– system administrator (primus inter pares) sets up a key with a list of possible values (‘department:finance’ or ‘department:r&d’) – users can apply those labels, but can not modify them or add their own values to the values side
    – “the system” has hardcoded labels, that can be only applied but not modified. Take for example the alert subsystem that uses labels for priority and severity, where also possible reactions are triggered by evaluating the labels.

    In the later two cases it is also possible that internal and external clients process the labels. In this case it is important that they have known values, as otherwise the processing may fail. Just take the example of piority in alerts. In English one may have “priority:medium”. If now that would be free form, a German user would potentially put in “Priorität:Mittel”.

    With regards to deletion, I believe the constraints of creation apply as well. The system should In the 1st case reject deletion by default if the label is still applied. It could either be overriden via a flag “yes create havoc” or after showing a screen with usages of the label. If a label is not applied, then it could be deleted right away – even without confirmation as re-creation is cheap.

    Question is probably if in a case of one key with many values, it is possible to delete the key to delete all key-value pairs or not (I think it should delete all, if not in use).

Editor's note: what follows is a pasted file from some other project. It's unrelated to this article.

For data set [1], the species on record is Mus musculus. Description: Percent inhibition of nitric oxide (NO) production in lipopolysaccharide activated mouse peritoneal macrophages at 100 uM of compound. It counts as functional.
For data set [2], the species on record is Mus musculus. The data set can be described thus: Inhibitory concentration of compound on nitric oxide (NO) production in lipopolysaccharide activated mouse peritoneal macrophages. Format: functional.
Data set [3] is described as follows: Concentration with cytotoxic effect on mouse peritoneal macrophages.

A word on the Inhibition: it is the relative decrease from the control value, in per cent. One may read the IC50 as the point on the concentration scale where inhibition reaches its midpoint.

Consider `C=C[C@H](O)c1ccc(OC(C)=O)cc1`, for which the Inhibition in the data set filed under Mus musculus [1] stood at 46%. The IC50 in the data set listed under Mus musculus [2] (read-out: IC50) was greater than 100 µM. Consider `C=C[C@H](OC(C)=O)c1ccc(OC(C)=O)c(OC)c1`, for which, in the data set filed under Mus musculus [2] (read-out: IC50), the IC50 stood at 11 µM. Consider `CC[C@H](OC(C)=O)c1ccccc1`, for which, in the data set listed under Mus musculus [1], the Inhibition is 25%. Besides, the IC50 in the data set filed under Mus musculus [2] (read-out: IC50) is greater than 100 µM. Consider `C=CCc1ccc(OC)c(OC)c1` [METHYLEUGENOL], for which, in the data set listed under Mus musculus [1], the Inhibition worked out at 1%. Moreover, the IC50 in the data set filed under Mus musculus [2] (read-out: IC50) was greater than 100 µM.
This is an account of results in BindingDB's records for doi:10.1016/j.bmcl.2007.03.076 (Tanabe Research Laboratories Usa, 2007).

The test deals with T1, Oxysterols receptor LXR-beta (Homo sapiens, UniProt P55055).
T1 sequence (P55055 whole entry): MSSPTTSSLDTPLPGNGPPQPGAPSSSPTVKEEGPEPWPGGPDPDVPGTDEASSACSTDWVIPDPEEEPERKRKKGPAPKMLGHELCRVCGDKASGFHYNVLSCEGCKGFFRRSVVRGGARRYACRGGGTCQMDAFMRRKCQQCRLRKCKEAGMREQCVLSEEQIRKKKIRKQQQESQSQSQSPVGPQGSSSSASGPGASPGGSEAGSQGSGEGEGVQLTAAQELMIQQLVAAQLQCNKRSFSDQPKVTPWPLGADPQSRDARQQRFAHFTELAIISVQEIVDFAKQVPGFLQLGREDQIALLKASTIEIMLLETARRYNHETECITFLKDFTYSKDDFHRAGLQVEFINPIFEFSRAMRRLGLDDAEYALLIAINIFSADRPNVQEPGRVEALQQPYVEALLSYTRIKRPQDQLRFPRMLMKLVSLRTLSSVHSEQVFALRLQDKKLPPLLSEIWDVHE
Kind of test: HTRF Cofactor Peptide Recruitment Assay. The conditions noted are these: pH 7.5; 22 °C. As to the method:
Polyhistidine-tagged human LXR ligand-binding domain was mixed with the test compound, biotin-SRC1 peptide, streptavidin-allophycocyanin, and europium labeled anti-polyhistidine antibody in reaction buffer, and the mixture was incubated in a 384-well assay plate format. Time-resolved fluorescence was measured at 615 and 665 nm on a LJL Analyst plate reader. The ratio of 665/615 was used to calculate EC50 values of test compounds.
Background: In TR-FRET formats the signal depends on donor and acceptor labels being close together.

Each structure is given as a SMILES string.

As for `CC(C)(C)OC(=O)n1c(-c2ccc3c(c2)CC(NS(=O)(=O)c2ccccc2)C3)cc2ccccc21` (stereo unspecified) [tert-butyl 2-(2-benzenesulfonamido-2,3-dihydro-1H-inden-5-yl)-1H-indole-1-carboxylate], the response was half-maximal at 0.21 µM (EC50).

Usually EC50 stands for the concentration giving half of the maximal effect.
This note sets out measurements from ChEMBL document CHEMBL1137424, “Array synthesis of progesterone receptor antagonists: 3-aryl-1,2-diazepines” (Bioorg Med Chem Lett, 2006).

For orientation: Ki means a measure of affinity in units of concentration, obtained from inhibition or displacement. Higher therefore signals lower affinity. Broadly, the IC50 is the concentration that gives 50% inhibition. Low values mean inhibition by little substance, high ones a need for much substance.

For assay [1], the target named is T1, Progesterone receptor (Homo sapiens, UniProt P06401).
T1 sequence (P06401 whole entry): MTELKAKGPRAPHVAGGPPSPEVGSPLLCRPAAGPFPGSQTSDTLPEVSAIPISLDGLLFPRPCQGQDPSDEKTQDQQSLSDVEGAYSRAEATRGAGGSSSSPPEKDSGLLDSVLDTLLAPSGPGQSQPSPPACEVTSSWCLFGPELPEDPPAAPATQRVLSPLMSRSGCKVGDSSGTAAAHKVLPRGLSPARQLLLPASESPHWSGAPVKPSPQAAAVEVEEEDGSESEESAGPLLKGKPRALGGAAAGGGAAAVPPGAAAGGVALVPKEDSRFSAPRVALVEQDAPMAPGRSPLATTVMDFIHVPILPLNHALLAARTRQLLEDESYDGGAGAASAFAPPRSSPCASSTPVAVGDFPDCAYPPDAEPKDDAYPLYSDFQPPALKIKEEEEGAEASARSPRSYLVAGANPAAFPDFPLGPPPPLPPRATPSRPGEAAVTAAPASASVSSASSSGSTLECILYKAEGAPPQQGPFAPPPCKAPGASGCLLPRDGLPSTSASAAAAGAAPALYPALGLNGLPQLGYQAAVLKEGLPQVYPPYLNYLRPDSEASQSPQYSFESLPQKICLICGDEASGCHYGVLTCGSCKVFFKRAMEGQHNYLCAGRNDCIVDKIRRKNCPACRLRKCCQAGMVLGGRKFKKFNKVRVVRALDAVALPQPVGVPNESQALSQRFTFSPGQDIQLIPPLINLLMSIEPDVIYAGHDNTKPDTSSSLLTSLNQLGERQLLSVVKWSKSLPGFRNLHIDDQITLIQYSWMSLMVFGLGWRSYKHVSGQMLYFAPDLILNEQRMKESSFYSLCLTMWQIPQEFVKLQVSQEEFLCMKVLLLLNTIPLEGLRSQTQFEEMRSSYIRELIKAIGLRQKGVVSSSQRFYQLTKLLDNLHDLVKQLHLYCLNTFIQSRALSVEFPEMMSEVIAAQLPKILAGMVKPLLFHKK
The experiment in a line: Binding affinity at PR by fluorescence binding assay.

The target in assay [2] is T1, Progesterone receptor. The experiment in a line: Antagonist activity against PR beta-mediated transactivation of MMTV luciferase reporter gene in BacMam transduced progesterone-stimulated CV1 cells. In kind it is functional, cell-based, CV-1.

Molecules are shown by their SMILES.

Heiko

    Reply
  4. Christoph Görn

    Why do you think there should be a maximum length of key or value? In the past 30 years e have made pretty bad experience with maximum (made up) sizes… like 640KB for memory

    If you need to limit it, please come up with a shortening algorithm rather than a limit.

    Reply
    • Thanks for questioning max length as a “requirement,” and offering feedback. To your point, rather than declaring requirements we could offer “ease of use” design recommendations.

      In the wireframe examples, above, the content area and the widget itself might effectively limit how much of the label can be displayed within the input field. To work within this constraint we could consider using truncation (or etc.) to support long strings. Was that what you had in mind wrt a “shortening algorithm”?

      For these user generated labels, the onus is on the user to create labels that will be meaningful and usable as a system. So perhaps rather than a max char requirement, one of the design recommendations should be to encourage the use of more succinct labels to support ease of use. Wdyt?

      Reply